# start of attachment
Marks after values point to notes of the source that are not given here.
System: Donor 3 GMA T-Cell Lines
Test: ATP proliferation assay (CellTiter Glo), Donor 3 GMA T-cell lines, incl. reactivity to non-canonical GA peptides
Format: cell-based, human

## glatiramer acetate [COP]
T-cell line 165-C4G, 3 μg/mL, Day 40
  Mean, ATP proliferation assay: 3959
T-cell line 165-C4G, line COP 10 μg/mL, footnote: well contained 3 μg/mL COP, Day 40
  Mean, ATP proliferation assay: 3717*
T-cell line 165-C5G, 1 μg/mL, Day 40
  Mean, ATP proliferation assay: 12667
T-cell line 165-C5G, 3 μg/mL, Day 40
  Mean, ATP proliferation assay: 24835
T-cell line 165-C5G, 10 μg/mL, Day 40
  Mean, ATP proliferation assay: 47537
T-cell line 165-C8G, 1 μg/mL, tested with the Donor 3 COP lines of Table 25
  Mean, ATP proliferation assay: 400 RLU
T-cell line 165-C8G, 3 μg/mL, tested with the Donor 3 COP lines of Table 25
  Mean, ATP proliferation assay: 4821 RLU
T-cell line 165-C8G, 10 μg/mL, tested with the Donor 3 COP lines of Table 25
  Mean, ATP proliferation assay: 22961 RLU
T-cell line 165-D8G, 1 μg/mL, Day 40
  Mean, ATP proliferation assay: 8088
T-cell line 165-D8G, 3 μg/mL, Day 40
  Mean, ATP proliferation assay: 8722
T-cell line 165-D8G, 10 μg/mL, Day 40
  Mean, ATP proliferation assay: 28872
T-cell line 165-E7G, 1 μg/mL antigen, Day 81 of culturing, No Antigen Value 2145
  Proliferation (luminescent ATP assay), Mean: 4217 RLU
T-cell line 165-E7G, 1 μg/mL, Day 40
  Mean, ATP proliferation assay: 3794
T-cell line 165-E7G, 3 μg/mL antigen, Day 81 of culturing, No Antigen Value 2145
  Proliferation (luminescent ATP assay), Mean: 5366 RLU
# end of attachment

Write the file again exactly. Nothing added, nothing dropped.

Marks after values point to notes of the source that are not given here.
System: Donor 3 GMA T-Cell Lines
Test: ATP proliferation assay (CellTiter Glo), Donor 3 GMA T-cell lines, incl. reactivity to non-canonical GA peptides
Format: cell-based, human

## glatiramer acetate [COP]
T-cell line 165-C4G, 3 μg/mL, Day 40
  Mean, ATP proliferation assay: 3959
T-cell line 165-C4G, line COP 10 μg/mL, footnote: well contained 3 μg/mL COP, Day 40
  Mean, ATP proliferation assay: 3717*
T-cell line 165-C5G, 1 μg/mL, Day 40
  Mean, ATP proliferation assay: 12667
T-cell line 165-C5G, 3 μg/mL, Day 40
  Mean, ATP proliferation assay: 24835
T-cell line 165-C5G, 10 μg/mL, Day 40
  Mean, ATP proliferation assay: 47537
T-cell line 165-C8G, 1 μg/mL, tested with the Donor 3 COP lines of Table 25
  Mean, ATP proliferation assay: 400 RLU
T-cell line 165-C8G, 3 μg/mL, tested with the Donor 3 COP lines of Table 25
  Mean, ATP proliferation assay: 4821 RLU
T-cell line 165-C8G, 10 μg/mL, tested with the Donor 3 COP lines of Table 25
  Mean, ATP proliferation assay: 22961 RLU
T-cell line 165-D8G, 1 μg/mL, Day 40
  Mean, ATP proliferation assay: 8088
T-cell line 165-D8G, 3 μg/mL, Day 40
  Mean, ATP proliferation assay: 8722
T-cell line 165-D8G, 10 μg/mL, Day 40
  Mean, ATP proliferation assay: 28872
T-cell line 165-E7G, 1 μg/mL antigen, Day 81 of culturing, No Antigen Value 2145
  Proliferation (luminescent ATP assay), Mean: 4217 RLU
T-cell line 165-E7G, 1 μg/mL, Day 40
  Mean, ATP proliferation assay: 3794
T-cell line 165-E7G, 3 μg/mL antigen, Day 81 of culturing, No Antigen Value 2145
  Proliferation (luminescent ATP assay), Mean: 5366 RLU